I am a size 0.
Sometimes I'm a 00.
This isn't because I diet.
This isn't because I don't like food.
This isn't because I have poor self-image.
This is because I am the size my body decided to be.
We young women (and men -- you shouldn't be left out of the weight issue) are fortunate enough to live in a time where the media we so ceaselessly absorb is recognizing the importance of health, and starting to shun the "underweight is beautiful" beliefs of the past. The imperfections and uniqueness of our bodies are celebrated and Photoshopping is demonized as a misleading and harmful practice. Because we're successfully pulling away from shockingly thin images of young women, the instinct is to pull away and away until the only women we celebrate as "real" are those with curves. As wrong as the celebration of underweight women is, the celebration of only women with curves is just as wrong.
Curvy women can complain about not fitting into a dress, or not pulling of a certain style, and that's okay because they're real women with real woman problems. In a world that seems to cater to the unreasonably thin, the "real" women get to claim their beauty. They get to shout it, and it's wonderful because they accept it -- they celebrate themselves, and others follow. This is a wonderful and healthy thing, and I hope that it continues through my generation and on to the next.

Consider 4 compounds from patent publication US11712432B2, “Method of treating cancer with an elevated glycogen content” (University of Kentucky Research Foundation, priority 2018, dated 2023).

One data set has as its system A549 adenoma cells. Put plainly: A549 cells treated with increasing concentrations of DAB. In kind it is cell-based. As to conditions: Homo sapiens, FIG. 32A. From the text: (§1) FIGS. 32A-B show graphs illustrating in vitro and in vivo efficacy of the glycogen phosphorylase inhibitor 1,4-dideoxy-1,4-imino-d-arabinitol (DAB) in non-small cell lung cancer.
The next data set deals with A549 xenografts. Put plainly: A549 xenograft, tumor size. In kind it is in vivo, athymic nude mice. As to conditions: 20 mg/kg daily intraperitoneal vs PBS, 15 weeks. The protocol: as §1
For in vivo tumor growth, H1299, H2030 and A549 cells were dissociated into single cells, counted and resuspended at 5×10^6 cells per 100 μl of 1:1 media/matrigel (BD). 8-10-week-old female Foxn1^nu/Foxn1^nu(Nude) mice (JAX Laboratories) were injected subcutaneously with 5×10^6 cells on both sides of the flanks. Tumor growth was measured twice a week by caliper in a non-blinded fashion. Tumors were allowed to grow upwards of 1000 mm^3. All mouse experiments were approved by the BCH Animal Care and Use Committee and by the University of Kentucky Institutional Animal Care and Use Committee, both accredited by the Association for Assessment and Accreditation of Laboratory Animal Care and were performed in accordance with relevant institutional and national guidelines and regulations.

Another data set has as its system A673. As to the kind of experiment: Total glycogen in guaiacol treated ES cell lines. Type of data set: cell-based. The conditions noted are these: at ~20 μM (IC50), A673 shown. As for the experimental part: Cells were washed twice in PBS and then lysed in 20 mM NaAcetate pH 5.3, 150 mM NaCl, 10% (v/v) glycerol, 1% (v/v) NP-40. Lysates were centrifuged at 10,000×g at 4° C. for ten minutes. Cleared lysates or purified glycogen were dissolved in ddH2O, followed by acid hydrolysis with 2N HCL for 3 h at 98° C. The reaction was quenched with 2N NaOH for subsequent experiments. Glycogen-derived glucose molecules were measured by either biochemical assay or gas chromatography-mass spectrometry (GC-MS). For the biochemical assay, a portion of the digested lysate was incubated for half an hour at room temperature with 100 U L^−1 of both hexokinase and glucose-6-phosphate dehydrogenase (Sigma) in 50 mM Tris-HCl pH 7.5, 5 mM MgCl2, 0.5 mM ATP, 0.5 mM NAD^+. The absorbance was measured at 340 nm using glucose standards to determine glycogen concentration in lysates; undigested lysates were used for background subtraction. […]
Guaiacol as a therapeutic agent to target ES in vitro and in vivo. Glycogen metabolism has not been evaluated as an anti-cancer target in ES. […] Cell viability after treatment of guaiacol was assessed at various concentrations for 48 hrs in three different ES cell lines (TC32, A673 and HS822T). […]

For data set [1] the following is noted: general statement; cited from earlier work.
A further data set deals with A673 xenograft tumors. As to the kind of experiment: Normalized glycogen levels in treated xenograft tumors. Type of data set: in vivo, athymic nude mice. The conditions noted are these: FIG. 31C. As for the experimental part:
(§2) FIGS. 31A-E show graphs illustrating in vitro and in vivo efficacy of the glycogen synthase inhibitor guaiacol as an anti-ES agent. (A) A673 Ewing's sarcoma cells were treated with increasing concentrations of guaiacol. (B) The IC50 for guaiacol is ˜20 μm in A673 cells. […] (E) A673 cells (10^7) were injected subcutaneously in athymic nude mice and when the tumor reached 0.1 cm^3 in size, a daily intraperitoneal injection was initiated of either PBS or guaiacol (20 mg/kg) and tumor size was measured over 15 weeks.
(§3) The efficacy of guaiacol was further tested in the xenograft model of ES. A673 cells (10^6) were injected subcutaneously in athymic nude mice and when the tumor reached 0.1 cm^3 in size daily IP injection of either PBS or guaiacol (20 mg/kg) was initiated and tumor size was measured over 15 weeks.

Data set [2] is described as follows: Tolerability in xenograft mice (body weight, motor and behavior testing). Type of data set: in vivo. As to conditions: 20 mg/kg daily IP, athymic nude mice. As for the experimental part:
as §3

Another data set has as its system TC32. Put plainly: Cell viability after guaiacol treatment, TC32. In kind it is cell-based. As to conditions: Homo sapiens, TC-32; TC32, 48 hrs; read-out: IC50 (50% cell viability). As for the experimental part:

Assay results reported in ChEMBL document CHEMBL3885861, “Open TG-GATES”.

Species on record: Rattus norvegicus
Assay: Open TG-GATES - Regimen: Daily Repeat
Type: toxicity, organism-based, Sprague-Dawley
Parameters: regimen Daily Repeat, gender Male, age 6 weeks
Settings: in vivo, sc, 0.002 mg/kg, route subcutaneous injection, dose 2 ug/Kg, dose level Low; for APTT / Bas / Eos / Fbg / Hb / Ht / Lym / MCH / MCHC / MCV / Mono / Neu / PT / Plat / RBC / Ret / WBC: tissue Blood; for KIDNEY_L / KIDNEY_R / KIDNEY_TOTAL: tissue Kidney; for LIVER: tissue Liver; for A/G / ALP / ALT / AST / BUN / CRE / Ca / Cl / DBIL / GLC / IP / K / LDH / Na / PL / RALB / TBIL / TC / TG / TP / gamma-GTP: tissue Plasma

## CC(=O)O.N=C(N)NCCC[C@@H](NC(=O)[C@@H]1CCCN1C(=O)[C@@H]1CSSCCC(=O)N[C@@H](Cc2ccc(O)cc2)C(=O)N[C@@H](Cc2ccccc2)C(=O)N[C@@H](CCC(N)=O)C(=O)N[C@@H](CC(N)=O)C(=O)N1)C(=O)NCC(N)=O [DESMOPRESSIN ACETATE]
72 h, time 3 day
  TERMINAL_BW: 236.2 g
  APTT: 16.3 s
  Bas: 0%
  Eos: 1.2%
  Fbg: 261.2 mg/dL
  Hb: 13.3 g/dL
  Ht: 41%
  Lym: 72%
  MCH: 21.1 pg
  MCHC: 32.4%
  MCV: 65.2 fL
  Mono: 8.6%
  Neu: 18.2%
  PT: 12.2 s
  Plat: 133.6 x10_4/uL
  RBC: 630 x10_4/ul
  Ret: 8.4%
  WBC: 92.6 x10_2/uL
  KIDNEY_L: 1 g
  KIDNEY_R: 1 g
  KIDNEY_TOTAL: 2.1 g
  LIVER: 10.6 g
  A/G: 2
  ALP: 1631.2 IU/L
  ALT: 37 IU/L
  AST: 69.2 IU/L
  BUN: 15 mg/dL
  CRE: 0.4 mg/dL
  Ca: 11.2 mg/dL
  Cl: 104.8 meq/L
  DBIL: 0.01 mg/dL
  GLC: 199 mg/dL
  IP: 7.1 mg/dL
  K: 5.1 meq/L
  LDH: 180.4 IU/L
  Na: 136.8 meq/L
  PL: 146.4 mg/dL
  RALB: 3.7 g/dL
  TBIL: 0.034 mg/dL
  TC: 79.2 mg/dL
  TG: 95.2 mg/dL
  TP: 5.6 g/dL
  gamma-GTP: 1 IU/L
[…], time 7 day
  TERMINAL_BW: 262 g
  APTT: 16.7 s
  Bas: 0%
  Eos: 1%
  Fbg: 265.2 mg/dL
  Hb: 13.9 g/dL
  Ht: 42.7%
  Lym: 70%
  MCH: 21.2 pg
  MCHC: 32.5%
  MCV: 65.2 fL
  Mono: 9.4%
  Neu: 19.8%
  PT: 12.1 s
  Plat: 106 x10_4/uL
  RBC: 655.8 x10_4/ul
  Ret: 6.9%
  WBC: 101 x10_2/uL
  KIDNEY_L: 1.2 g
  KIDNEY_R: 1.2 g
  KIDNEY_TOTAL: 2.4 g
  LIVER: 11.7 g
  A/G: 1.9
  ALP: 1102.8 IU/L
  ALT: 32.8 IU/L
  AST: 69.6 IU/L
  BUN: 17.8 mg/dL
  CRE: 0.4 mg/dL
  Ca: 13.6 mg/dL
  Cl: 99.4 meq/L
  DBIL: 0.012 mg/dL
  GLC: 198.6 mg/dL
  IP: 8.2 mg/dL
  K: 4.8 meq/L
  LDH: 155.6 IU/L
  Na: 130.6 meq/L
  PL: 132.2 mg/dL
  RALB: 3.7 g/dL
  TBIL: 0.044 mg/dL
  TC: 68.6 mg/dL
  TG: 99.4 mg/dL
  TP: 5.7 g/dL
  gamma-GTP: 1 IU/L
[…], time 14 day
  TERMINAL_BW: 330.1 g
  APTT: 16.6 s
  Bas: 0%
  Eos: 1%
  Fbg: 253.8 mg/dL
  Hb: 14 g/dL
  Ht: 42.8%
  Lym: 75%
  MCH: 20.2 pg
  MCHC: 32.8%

However, those of us without curves sometimes get punished in this social healing process. As a petite young woman, the response I most commonly get when I bring up my size in conversation is to "shut up" -- I couldn't possibly have anything to complain about. When I return empty-handed from the dressing room because nothing I tried stays on my body, my defeat is met with bitterness, not reassurance. It is as if this same complaint, coming from the mouth of a thin person, is in poor taste; like some sort of underhanded brag.
The proposed solution to being too small for a piece of clothing is always the same: "Eat more" or "gain some weight." As though pressuring my body to assume a new shape will make me "normal." However, if the situation was different, and I were a curvy girl who was too large for a piece of clothing, no one would propose that I "eat less" or "lose some weight" without being seen as seriously offensive.
The point I am searching for is that no one -- large or small -- should be pressured into being something that they naturally are not. The human body has no mold; it has no set size or shape or proportion. Beauty does not have a set of criteria and normal does not exist. Whether you are 6'2" or 5'3," whether you weigh 200 pounds or 95 -- you are human and I bet you're beautiful.